Neuroendocrine neoplasms can be characterized by their1,4,10
Many characteristics of NETs are site specific,11 and most NETs arise in these locations4,8:
Despite these varied tissues of origin, all NETs
It is important to note primary tumors are often small,3,12 which may contribute to diagnosis being delayed until after the tumor has metastasized.4,13
The WHO 2010 guidelines divide neuroendocrine neoplasms into 2 clinically distinct pathologic classes: well- and poorly differentiated.
Some of the biological behavior exhibited by neuroendocrine neoplasms is highly correlated with neoplasm grade10,16:
The Surveillance, Epidemiology, and End Results (SEER) program database uses a "localized," "regional," and "distant" system to stage disease. NETs are also staged using this system.16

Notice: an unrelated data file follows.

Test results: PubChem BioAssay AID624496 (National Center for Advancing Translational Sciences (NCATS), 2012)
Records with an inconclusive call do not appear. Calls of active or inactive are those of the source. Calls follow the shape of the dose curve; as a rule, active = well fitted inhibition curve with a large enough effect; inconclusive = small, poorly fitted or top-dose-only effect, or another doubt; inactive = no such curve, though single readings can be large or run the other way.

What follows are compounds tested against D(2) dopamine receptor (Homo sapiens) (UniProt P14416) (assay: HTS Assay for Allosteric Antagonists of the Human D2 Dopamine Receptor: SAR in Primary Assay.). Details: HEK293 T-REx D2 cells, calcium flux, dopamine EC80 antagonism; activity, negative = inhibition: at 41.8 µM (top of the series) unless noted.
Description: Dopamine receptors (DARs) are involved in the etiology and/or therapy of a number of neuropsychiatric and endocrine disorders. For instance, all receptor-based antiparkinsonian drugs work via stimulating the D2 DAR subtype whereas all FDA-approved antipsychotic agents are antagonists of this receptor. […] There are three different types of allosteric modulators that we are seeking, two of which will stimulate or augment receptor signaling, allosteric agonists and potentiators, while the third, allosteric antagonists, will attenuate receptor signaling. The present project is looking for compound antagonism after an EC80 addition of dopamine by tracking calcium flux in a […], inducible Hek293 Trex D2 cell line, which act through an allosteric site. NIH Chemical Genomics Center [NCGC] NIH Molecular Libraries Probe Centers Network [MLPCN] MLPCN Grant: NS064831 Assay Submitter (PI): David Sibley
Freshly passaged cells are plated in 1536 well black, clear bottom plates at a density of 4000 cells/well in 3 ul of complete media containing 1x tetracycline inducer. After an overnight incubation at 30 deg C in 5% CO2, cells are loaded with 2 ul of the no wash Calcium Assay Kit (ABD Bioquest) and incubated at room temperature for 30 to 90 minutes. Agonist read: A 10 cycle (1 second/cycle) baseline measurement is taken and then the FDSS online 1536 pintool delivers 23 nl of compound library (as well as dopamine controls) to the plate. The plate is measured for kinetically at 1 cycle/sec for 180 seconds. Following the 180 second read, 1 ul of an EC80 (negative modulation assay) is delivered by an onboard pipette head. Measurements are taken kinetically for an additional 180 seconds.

The SEER database is a comprehensive cancer statistics program operated by the National Cancer Institute. SEER is widely used to establish the epidemiologic landscape for various types of cancer throughout the world.
Additionally, the Worldwide Health Organization (WHO), the Union for International Cancer Control (UICC), and the American Joint Committee on Cancer (AJCC) classification systems reflect the widespread recognition that NETs should be staged using tumor-node-metastasis (TNM) staging criteria. In TNM guidelines, the fundamental staging landmarks for NETs parallel those used for carcinomas of the corresponding organs.1,16
Finally, NETs can be classified by whether or not they are capable of producing hormonal substances. This is sometimes referred to as functional status.7,13,19
Most NETs are nonfunctional, and some NETs remain asymptomatic indefinitely. Many of the symptoms and syndromes that NETs can cause do not occur until the tumor has metastasized.3,12 In fact, about 50% of patients with reported disease stage have either regional or distant metastases at diagnosis.4